The check-in line at the Miami International Airport was already stretching out at 11 A.M. for a 3 P.M. flight. Everyone seemed to have two or three pushcarts filled with luggage, boxes of stereo equipment and at least one bag wrapped in fluorescent green plastic wrap, a gaudy attempt at making it a little more difficult for someone to rifle through the contents.
Dave Savona and I had taken an early flight out of New York to ensure we had plenty of time to make our flight, and God forbid, deal with any questions about why two gringos like us were headed to Havana. No need to worry; by the time check-in started at 11:30, the first thing the woman behind the counter said was, ‘You know we have a two-hour delay."
I first went to Cuba in 1995, an exciting trip for Cigar Aficionado with Marvin R. Shanken that covered all the bases: the top cigar shops, the best factories in Havana and a trip to Pinar del Rio. But Cuba had been part of my professional life since the late 1970s, when I was a foreign correspondent covering the Sandinista Revolution in Nicaragua and then the guerrilla civil war in El Salvador. Cuba was always the elephant in the room, the Latin American nexus of the Cold War between the Soviet Union and the United States, and the suspicions about its support, at least psychologically if not materially, for the revolutionary movements in Central America.
We paid attention to the pronouncements coming out of Havana with every bit as much attention as we did the news from the governments in Central America and Washington. Even then, we made more out of the Cohibas in the hands of Sandinista commandants than they probably warranted, but nonetheless, it was a sign of the unadorned admiration for all things Cuban in the post- Anastasio Somoza era in Nicaragua.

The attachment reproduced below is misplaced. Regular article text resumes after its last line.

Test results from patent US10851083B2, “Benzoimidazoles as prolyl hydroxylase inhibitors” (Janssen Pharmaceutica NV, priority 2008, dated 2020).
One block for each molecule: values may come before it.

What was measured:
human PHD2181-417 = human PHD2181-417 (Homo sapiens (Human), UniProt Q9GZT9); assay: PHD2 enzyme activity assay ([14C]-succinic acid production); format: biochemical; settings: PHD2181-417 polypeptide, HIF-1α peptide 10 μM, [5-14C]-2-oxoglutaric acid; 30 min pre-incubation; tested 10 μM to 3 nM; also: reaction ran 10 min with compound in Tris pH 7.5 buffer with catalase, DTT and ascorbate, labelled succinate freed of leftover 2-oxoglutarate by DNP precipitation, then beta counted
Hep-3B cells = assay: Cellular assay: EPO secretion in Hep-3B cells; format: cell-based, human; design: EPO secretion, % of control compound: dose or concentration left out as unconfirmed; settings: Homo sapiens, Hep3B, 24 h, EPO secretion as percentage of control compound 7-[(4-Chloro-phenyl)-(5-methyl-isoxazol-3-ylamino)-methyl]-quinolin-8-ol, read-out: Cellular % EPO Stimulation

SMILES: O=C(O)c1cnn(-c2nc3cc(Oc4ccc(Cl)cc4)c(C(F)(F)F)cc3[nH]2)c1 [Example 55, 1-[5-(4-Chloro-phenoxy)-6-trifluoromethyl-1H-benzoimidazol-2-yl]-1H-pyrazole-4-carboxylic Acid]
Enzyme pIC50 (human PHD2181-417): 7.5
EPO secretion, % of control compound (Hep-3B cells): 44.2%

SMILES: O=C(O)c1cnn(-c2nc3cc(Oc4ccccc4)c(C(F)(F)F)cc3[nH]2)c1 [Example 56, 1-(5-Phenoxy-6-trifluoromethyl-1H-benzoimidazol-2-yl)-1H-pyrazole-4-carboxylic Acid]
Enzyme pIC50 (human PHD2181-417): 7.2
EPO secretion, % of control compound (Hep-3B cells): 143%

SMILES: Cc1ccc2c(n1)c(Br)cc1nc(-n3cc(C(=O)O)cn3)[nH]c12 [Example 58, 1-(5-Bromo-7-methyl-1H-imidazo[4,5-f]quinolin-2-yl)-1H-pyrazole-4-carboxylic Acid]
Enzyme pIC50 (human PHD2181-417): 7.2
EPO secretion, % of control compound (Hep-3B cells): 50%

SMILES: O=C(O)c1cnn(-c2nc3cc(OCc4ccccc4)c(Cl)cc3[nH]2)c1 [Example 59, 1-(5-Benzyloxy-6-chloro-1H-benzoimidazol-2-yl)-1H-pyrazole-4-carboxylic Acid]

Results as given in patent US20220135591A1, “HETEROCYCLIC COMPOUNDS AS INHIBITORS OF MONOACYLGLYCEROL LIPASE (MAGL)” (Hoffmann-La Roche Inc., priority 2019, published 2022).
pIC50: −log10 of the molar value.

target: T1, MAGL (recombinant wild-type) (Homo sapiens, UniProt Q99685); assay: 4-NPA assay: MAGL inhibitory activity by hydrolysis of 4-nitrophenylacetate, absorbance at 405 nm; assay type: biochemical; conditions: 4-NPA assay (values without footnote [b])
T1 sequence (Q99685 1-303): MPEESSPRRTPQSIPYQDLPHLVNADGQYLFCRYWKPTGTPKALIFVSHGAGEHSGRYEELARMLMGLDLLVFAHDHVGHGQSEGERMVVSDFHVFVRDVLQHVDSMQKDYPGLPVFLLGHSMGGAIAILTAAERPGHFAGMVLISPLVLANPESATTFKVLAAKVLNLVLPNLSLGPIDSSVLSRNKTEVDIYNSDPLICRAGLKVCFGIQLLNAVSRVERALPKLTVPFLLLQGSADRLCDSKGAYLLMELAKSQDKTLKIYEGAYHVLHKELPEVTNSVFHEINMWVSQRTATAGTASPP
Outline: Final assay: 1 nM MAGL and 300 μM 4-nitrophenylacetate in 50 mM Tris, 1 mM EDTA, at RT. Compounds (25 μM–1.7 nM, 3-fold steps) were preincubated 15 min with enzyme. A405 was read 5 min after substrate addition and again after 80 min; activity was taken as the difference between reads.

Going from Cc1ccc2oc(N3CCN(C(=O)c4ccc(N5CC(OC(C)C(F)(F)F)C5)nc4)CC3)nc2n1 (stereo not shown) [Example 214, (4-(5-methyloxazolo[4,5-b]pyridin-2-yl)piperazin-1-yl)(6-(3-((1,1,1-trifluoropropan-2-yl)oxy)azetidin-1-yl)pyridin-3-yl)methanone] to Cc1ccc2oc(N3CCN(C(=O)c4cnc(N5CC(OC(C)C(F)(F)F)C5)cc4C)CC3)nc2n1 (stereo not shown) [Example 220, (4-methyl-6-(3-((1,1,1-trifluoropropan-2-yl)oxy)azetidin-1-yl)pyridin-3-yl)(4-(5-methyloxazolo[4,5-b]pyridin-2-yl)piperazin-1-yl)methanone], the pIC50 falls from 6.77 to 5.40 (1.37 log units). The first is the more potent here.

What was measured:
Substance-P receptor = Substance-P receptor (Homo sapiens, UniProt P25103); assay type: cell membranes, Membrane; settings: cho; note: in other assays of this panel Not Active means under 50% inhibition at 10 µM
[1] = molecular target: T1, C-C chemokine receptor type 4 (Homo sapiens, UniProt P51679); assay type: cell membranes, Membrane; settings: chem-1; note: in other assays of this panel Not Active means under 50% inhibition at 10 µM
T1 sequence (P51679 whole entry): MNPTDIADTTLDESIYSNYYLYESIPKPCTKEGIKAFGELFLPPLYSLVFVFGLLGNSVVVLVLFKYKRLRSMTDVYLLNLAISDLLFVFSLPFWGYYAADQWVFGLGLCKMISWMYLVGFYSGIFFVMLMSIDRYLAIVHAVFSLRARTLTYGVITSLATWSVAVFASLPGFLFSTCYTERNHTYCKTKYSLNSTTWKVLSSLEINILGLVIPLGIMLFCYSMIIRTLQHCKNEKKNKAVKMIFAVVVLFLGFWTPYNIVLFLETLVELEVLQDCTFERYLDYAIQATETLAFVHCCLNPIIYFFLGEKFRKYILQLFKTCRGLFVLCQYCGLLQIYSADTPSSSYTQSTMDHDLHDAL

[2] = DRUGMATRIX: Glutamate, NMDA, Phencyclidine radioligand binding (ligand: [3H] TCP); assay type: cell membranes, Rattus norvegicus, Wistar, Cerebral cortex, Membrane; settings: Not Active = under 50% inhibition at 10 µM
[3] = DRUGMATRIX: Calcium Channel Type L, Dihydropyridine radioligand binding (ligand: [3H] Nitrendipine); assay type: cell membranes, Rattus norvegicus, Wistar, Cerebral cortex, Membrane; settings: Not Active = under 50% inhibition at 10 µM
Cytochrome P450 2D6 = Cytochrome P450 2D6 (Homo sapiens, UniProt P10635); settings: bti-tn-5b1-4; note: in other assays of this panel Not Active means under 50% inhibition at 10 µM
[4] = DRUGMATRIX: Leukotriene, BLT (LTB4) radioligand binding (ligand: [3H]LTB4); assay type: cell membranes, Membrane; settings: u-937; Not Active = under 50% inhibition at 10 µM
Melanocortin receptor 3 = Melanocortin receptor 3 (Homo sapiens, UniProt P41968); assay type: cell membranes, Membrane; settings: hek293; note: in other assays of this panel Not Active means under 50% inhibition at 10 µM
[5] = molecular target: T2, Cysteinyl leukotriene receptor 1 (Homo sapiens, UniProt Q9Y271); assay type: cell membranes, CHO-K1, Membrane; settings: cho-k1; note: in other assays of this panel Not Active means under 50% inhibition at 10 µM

In all those years, and in all the intervening years since while I've been an editor at Cigar Aficionado, Cuba has never lost its allure, that combination of mystery and titillation of aplace forbidden to most Americans. I've traveled there three or four times in those years, each time excited by the prospect of spending a few more days on the island nation just 90 miles south of Key West but still years behind the rest of the modern world. Just like in my past life as a foreign correspondent, we wait for word from Havana, about the latest cigar, about the possibility of the trade embargo ending, or about the current state of the Cuban cigar industry. Yes, the world of cigars has moved far beyond the days when Cuban cigars were the only benchmark for a great cigar; today's cigars from Nicaragua, Honduras and the Dominican Republic compete favorably across the globe with the best Cuba has to offer. But even the most ardent champions of non-Cuban cigars will admit that a great Cuban cigar from the Vuelta Abajo is a gem to be sought out and savored. Most of those admissions are made quietly or completely off the record.
So, as Dave and I head to Havana, it is with all the same excitement and anticipation that I've always had when I start thinking about Cuba. There's always a question about what one is going to find, and what new exciting tidbit of information we will uncover. We'll be letting you know about what we find at every step along the way.